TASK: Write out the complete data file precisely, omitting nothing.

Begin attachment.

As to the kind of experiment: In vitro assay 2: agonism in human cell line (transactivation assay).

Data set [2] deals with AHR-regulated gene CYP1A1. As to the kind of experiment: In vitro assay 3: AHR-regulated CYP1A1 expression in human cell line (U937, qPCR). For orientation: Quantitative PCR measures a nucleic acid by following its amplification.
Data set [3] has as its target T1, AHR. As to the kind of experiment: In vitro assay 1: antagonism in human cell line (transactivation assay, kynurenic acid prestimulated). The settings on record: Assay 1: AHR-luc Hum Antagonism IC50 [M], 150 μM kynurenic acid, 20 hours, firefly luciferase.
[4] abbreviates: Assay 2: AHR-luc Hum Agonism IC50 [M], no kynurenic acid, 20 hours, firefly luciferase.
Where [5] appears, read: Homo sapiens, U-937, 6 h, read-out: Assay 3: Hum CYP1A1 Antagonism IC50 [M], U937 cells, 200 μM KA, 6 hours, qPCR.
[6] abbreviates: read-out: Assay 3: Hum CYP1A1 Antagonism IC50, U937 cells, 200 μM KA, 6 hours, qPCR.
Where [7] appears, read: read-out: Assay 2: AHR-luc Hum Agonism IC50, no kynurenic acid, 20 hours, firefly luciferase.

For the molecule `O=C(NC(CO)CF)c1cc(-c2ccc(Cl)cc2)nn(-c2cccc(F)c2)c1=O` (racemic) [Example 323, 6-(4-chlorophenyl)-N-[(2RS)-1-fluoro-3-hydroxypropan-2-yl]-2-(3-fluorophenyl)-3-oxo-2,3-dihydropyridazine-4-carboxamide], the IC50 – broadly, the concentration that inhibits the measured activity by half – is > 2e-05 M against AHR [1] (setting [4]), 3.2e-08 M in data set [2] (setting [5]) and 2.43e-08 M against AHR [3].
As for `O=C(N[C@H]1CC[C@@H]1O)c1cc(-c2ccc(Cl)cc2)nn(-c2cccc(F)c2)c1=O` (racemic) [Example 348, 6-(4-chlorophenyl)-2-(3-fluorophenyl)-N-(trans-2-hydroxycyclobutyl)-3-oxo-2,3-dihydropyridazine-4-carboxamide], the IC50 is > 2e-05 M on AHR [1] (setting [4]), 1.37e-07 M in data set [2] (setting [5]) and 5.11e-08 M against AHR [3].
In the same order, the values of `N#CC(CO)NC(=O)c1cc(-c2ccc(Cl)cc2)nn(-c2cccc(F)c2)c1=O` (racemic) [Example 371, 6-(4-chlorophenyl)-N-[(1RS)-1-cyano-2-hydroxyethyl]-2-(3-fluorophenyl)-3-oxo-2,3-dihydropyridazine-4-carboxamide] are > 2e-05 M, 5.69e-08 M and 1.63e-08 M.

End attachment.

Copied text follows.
As to the kind of experiment: In vitro assay 2: agonism in human cell line (transactivation assay).

Data set [2] deals with AHR-regulated gene CYP1A1. As to the kind of experiment: In vitro assay 3: AHR-regulated CYP1A1 expression in human cell line (U937, qPCR). For orientation: Quantitative PCR measures a nucleic acid by following its amplification.
Data set [3] has as its target T1, AHR. As to the kind of experiment: In vitro assay 1: antagonism in human cell line (transactivation assay, kynurenic acid prestimulated). The settings on record: Assay 1: AHR-luc Hum Antagonism IC50 [M], 150 μM kynurenic acid, 20 hours, firefly luciferase.
[4] abbreviates: Assay 2: AHR-luc Hum Agonism IC50 [M], no kynurenic acid, 20 hours, firefly luciferase.
Where [5] appears, read: Homo sapiens, U-937, 6 h, read-out: Assay 3: Hum CYP1A1 Antagonism IC50 [M], U937 cells, 200 μM KA, 6 hours, qPCR.
[6] abbreviates: read-out: Assay 3: Hum CYP1A1 Antagonism IC50, U937 cells, 200 μM KA, 6 hours, qPCR.
Where [7] appears, read: read-out: Assay 2: AHR-luc Hum Agonism IC50, no kynurenic acid, 20 hours, firefly luciferase.

For the molecule `O=C(NC(CO)CF)c1cc(-c2ccc(Cl)cc2)nn(-c2cccc(F)c2)c1=O` (racemic) [Example 323, 6-(4-chlorophenyl)-N-[(2RS)-1-fluoro-3-hydroxypropan-2-yl]-2-(3-fluorophenyl)-3-oxo-2,3-dihydropyridazine-4-carboxamide], the IC50 – broadly, the concentration that inhibits the measured activity by half – is > 2e-05 M against AHR [1] (setting [4]), 3.2e-08 M in data set [2] (setting [5]) and 2.43e-08 M against AHR [3].
As for `O=C(N[C@H]1CC[C@@H]1O)c1cc(-c2ccc(Cl)cc2)nn(-c2cccc(F)c2)c1=O` (racemic) [Example 348, 6-(4-chlorophenyl)-2-(3-fluorophenyl)-N-(trans-2-hydroxycyclobutyl)-3-oxo-2,3-dihydropyridazine-4-carboxamide], the IC50 is > 2e-05 M on AHR [1] (setting [4]), 1.37e-07 M in data set [2] (setting [5]) and 5.11e-08 M against AHR [3].
In the same order, the values of `N#CC(CO)NC(=O)c1cc(-c2ccc(Cl)cc2)nn(-c2cccc(F)c2)c1=O` (racemic) [Example 371, 6-(4-chlorophenyl)-N-[(1RS)-1-cyano-2-hydroxyethyl]-2-(3-fluorophenyl)-3-oxo-2,3-dihydropyridazine-4-carboxamide] are > 2e-05 M, 5.69e-08 M and 1.63e-08 M.